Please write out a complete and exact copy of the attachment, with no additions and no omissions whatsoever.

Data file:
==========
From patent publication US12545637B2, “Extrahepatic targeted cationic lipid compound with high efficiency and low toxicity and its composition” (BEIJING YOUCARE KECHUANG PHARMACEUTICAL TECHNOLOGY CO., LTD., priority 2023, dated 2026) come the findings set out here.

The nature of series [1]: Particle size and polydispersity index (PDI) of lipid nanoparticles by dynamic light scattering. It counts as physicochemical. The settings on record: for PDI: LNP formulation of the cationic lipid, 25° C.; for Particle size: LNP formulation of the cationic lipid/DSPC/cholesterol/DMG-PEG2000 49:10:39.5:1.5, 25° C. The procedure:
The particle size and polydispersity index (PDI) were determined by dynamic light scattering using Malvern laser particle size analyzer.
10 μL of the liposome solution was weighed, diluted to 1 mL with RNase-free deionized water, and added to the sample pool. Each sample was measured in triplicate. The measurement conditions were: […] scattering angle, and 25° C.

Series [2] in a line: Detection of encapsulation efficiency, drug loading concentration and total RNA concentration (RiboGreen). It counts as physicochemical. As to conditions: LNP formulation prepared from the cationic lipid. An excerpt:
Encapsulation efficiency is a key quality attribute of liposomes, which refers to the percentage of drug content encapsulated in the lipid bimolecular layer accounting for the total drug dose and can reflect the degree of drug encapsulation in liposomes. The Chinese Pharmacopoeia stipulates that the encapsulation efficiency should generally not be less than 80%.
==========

From patent publication US12545637B2, “Extrahepatic targeted cationic lipid compound with high efficiency and low toxicity and its composition” (BEIJING YOUCARE KECHUANG PHARMACEUTICAL TECHNOLOGY CO., LTD., priority 2023, dated 2026) come the findings set out here.

The nature of series [1]: Particle size and polydispersity index (PDI) of lipid nanoparticles by dynamic light scattering. It counts as physicochemical. The settings on record: for PDI: LNP formulation of the cationic lipid, 25° C.; for Particle size: LNP formulation of the cationic lipid/DSPC/cholesterol/DMG-PEG2000 49:10:39.5:1.5, 25° C. The procedure:
The particle size and polydispersity index (PDI) were determined by dynamic light scattering using Malvern laser particle size analyzer.
10 μL of the liposome solution was weighed, diluted to 1 mL with RNase-free deionized water, and added to the sample pool. Each sample was measured in triplicate. The measurement conditions were: […] scattering angle, and 25° C.

Series [2] in a line: Detection of encapsulation efficiency, drug loading concentration and total RNA concentration (RiboGreen). It counts as physicochemical. As to conditions: LNP formulation prepared from the cationic lipid. An excerpt:
Encapsulation efficiency is a key quality attribute of liposomes, which refers to the percentage of drug content encapsulated in the lipid bimolecular layer accounting for the total drug dose and can reflect the degree of drug encapsulation in liposomes. The Chinese Pharmacopoeia stipulates that the encapsulation efficiency should generally not be less than 80%.